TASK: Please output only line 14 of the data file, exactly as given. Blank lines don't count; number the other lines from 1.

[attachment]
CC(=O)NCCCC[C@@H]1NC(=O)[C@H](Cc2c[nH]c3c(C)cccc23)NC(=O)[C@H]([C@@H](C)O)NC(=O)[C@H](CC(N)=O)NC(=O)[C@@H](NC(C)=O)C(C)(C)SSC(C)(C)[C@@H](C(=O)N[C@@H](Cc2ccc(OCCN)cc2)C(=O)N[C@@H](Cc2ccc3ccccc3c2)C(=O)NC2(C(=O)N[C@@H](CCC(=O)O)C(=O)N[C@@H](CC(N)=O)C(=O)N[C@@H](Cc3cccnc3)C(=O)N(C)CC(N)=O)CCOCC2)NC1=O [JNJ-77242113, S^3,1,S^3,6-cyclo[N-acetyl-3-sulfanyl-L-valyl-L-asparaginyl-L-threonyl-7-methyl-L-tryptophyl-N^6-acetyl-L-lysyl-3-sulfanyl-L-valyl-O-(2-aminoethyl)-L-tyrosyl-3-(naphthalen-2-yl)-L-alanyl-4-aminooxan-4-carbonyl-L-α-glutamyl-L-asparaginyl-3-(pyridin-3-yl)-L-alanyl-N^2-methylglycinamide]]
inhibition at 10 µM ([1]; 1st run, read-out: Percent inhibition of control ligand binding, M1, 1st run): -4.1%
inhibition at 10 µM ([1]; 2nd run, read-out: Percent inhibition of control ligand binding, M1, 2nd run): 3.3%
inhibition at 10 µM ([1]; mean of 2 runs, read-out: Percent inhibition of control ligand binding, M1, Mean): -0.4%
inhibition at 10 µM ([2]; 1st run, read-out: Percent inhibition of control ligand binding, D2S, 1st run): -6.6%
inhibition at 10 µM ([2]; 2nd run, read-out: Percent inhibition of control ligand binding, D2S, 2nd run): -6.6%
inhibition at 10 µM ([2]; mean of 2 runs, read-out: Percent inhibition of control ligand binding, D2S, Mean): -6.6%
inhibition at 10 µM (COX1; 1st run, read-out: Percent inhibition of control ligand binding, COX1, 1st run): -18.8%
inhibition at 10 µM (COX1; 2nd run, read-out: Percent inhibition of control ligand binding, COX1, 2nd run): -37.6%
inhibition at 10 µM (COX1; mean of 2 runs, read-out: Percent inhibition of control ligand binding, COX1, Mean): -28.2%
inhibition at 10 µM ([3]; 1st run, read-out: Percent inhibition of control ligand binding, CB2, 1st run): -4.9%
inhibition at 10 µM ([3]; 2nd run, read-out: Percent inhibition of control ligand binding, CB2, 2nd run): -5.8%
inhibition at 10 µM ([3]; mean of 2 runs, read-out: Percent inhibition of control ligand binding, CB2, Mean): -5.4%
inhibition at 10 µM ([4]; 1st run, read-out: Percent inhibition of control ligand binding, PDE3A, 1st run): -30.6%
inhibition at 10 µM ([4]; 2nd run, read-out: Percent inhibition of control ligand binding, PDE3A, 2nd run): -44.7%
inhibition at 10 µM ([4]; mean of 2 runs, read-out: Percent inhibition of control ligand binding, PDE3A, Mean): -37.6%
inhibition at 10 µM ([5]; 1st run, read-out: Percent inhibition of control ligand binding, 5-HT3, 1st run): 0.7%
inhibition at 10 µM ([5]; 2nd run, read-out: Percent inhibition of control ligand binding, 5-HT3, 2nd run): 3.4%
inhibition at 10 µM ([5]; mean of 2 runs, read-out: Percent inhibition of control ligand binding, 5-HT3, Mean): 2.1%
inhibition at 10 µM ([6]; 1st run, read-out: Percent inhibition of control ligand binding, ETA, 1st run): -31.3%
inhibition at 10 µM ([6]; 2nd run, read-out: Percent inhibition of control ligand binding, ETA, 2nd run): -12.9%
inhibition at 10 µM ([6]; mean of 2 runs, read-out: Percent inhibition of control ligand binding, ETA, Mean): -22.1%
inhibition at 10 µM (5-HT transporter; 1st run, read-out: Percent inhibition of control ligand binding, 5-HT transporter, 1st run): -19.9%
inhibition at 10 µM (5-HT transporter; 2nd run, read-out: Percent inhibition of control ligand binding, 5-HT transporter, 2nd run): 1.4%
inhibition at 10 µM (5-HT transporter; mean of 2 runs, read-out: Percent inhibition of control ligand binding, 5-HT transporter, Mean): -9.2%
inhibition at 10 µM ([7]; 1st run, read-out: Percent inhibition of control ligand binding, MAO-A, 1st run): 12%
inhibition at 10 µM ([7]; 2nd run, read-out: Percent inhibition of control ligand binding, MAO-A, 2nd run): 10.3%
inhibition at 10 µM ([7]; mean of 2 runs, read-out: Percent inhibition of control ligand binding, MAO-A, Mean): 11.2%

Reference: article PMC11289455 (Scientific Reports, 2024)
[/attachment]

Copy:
inhibition at 10 µM ([4]; 1st run, read-out: Percent inhibition of control ligand binding, PDE3A, 1st run): -30.6%